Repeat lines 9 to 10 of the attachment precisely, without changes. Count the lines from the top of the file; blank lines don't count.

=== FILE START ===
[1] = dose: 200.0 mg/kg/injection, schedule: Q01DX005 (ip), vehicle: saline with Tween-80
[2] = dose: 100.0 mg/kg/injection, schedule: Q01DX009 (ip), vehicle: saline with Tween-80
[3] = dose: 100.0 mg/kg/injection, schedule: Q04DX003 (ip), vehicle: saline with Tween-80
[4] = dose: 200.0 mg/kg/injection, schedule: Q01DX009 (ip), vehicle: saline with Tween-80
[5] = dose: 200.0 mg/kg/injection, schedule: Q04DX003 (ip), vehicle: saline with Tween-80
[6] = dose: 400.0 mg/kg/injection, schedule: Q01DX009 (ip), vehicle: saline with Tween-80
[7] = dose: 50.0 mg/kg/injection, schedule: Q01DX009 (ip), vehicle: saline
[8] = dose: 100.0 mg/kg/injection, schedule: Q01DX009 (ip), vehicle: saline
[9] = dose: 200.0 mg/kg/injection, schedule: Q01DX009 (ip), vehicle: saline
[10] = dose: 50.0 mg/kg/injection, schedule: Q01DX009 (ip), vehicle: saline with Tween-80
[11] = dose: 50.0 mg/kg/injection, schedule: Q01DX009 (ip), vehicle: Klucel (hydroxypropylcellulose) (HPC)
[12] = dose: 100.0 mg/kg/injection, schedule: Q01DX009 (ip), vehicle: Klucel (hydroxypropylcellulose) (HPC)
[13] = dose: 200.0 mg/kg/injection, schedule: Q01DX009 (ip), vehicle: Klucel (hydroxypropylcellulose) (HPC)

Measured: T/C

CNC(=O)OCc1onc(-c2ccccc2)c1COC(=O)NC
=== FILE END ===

[9] = dose: 200.0 mg/kg/injection, schedule: Q01DX009 (ip), vehicle: saline
[10] = dose: 50.0 mg/kg/injection, schedule: Q01DX009 (ip), vehicle: saline with Tween-80